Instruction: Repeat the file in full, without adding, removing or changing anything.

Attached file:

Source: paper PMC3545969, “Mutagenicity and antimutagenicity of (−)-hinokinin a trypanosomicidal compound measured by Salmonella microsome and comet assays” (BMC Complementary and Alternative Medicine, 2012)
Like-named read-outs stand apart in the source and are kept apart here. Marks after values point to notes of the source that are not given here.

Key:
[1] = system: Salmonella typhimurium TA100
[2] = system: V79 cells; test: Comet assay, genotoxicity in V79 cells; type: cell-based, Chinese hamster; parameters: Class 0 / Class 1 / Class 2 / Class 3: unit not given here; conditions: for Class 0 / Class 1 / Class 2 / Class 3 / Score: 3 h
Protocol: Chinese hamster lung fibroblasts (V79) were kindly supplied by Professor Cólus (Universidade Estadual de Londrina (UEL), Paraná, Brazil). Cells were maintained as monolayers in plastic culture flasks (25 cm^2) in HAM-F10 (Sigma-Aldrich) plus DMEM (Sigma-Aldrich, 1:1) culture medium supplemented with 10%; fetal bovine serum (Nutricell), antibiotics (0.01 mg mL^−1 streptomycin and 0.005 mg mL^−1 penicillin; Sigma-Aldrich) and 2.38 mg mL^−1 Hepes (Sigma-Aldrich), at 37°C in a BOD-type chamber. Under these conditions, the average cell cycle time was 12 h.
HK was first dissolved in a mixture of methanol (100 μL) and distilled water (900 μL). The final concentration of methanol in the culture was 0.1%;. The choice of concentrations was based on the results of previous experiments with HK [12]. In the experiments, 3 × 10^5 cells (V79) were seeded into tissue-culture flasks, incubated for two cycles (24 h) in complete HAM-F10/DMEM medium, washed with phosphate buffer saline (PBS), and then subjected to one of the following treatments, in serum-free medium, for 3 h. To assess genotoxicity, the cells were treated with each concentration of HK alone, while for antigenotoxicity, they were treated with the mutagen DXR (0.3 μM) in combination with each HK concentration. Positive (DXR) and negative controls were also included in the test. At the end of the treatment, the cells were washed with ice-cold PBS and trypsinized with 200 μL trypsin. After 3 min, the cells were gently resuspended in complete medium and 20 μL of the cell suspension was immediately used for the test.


Source: paper PMC3545969, “Mutagenicity and antimutagenicity of (−)-hinokinin a trypanosomicidal compound measured by Salmonella microsome and comet assays” (BMC Complementary and Alternative Medicine, 2012)
Like-named read-outs stand apart in the source and are kept apart here. Marks after values point to notes of the source that are not given here.

Key:
[1] = system: Salmonella typhimurium TA100
[2] = system: V79 cells; test: Comet assay, genotoxicity in V79 cells; type: cell-based, Chinese hamster; parameters: Class 0 / Class 1 / Class 2 / Class 3: unit not given here; conditions: for Class 0 / Class 1 / Class 2 / Class 3 / Score: 3 h
Protocol: Chinese hamster lung fibroblasts (V79) were kindly supplied by Professor Cólus (Universidade Estadual de Londrina (UEL), Paraná, Brazil). Cells were maintained as monolayers in plastic culture flasks (25 cm^2) in HAM-F10 (Sigma-Aldrich) plus DMEM (Sigma-Aldrich, 1:1) culture medium supplemented with 10%; fetal bovine serum (Nutricell), antibiotics (0.01 mg mL^−1 streptomycin and 0.005 mg mL^−1 penicillin; Sigma-Aldrich) and 2.38 mg mL^−1 Hepes (Sigma-Aldrich), at 37°C in a BOD-type chamber. Under these conditions, the average cell cycle time was 12 h.
HK was first dissolved in a mixture of methanol (100 μL) and distilled water (900 μL). The final concentration of methanol in the culture was 0.1%;. The choice of concentrations was based on the results of previous experiments with HK [12]. In the experiments, 3 × 10^5 cells (V79) were seeded into tissue-culture flasks, incubated for two cycles (24 h) in complete HAM-F10/DMEM medium, washed with phosphate buffer saline (PBS), and then subjected to one of the following treatments, in serum-free medium, for 3 h. To assess genotoxicity, the cells were treated with each concentration of HK alone, while for antigenotoxicity, they were treated with the mutagen DXR (0.3 μM) in combination with each HK concentration. Positive (DXR) and negative controls were also included in the test. At the end of the treatment, the cells were washed with ice-cold PBS and trypsinized with 200 μL trypsin. After 3 min, the cells were gently resuspended in complete medium and 20 μL of the cell suspension was immediately used for the test.